The extra camera batteries that I have I carry is either a one, two or four pocket holder that can be worn on my belt. When a battery need recharging I place it in the pouch contacts up which tells me they need recharging. Charged batteries are inserted into the carriers contacts down which means ready to go.

Last edited by gaweidert; 08-10-2018 at 01:33 PM.
08-10-2018, 07:15 AM   #8
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<<I always thought that it would be great to save your configuration off to an SD card, just for events like this.>>

QuoteOriginally posted by Adam Quote
Agreed!
Sorry to be so dense but how is that done? It certainly is a great idea.

08-10-2018, 08:33 AM   #9
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QuoteOriginally posted by wanderer2 Quote
but how is that done?
It's not done, but it would be nice if it were.
08-10-2018, 10:28 AM   #10
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QuoteOriginally posted by DeadJohn Quote
.......Yeah, give us that, and make it a non-encrypted file so we can edit our settings on a computer and also share settings with each other. Rather than scroll through everything on the small rear LCD, see it all on a big screen. Music synthesizers have been doing that for decades.
Well, since I made the suggestion, let me pour some cold water on it now, as to why it probably will not happen any time soon, if at all. However, there is a smidgen of hope - in that Pentax did release the recent set of API SDKs for the USB interface. That actually is a very positive step, that could possible hold out some hope here. Especially, since the same set/type of problems would occur within the USB interface.

First, let me say, obviously I don't work for Ricoh/Pentax and have no absolute direct or indirect knowledge, but I would have to guess that their software engineers already have such an application on both their desktops/laptops and on their smartphones that they use to troubleshoot problems and extract/analyze/modify/upload data both in the lab and out in the field. I too, use to be an embedded real time software engineer - and this would be among the first tools, I would have created.

So, what's the problem? In a word, data checking as in content, range, size of, type, bounds along with other similar maladies. If they were to dump/reload an encrypted file, then the problems / concerns would be substantially reduced - as Ricoh/Pentax would have absolute control of the content (based on camera body type and firmware version). The main problems arise when users try to mix and match, and especially when third parties can create, modify and update the file.
  • Mix and Match - use a file from model X with firmware version Y to update to model X with firmware version Z. Or model A with firmware version B to model X with firmware version Y, etc. You get the idea. In order to bridge the firmware version problem, you then need to go to the concept of labeled data, and the dump or writer functionality, takes on additional intelligence and complexity.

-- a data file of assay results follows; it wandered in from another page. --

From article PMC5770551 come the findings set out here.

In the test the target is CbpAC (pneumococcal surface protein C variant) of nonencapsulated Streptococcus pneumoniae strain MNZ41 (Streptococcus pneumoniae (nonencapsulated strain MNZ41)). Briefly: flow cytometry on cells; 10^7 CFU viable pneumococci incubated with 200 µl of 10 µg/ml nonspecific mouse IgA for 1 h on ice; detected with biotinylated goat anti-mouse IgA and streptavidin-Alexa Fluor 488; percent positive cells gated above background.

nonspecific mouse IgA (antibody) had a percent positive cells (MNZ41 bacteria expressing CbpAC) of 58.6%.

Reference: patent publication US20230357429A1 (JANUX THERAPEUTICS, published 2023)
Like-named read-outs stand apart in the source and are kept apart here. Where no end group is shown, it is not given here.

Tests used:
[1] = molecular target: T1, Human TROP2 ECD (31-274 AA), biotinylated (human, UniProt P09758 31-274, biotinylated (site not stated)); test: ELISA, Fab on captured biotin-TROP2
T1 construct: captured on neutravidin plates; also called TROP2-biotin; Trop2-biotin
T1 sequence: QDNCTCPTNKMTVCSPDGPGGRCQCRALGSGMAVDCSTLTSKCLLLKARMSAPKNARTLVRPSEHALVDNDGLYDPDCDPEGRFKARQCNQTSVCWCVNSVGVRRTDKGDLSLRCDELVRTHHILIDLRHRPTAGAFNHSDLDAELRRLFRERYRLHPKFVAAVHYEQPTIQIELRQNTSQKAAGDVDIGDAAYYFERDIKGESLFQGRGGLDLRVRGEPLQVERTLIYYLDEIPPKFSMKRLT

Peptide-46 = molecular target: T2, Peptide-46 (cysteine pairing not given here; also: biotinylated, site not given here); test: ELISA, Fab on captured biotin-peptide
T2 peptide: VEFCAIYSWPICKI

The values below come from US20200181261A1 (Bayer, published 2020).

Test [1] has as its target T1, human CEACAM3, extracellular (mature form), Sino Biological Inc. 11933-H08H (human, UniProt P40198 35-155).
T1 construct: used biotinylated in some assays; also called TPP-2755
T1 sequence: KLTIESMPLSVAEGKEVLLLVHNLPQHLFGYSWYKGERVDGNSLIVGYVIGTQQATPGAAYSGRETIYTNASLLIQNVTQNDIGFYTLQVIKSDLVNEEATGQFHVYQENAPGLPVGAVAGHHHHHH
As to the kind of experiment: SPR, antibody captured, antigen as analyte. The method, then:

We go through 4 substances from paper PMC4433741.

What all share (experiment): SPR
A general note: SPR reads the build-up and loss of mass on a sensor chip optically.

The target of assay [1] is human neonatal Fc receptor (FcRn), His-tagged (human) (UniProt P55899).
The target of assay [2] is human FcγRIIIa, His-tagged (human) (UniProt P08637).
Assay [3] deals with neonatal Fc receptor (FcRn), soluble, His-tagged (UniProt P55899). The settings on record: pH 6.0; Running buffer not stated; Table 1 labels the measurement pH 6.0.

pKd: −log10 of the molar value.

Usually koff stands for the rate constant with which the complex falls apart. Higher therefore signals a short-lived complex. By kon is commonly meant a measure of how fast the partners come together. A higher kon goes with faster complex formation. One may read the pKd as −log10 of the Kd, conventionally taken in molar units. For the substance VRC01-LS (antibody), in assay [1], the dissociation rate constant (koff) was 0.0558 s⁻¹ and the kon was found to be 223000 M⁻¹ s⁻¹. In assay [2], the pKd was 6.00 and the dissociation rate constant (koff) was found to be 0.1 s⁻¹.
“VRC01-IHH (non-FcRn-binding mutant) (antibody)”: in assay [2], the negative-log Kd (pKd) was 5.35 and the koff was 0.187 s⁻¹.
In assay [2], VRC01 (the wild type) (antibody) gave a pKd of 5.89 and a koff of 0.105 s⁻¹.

• Third Party utilities - This would be the main area of risk. The newly created/modified file may not have checked or correctly checked the data for goodness/correctness. This could cause all types of problems, both direct and indirect.
  • What if there is a problem? - When you go to reload the file, and there is a problem - how do you go about communicating it back to the user in a useful and descriptive way - other than "load failed". Especially with third party support, you need failure information in a way that the user may/can successfully correct the problem. The loader then takes on additional intelligence and complexity.
  • $upport Co$t - The co$t of the additional $upport in terms of the added intelligence for both the read/write functions across the camera models and firmware versions would be probably at least 1 FTE engineer. Then you need to balance this against offering this "free" capability will result in any meaningful additional $ale$. These support costs also wash in to the overall camera design - especially the firmware. How much additional memory is this going to take? On the newer models that can be factored in. Also, how do you introduce it into the field - older and current models will not be supported (causing disappointment), while newer models going forward will. Considerations will also need to be made in the maintenance area, where it could both assist and potentially in other area be a detriment.
Overall, I do believe it would be a net plus, but I think I was posting almost 10 years ago that a USB API SDK would be an excellent addition when the tethering capability disappeared after the K20D. So, time will tell.


Last edited by interested_observer; 08-10-2018 at 10:37 AM.
08-10-2018, 12:55 PM   #11
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Update: I tried to force the problem again, without success. That's good. I did things like power-cycling 10 times in a row, removing the battery while the camera was on, turning on with no battery installed, leaving the battery out for a few minutes, etc.

Pentax documentation says the K-1 should keep time for 48 hours without a battery and will never lose menu settings.
08-10-2018, 01:28 PM   #12
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The Spectacular K-1 User Mode Sharing Service! - PentaxForums.com

QuoteOriginally posted by DeadJohn Quote
Yeah, give us that, and make it a non-encrypted file so we can edit our settings on a computer and also share settings with each other.
The Spectacular K-1 User Mode Sharing Service! - PentaxForums.com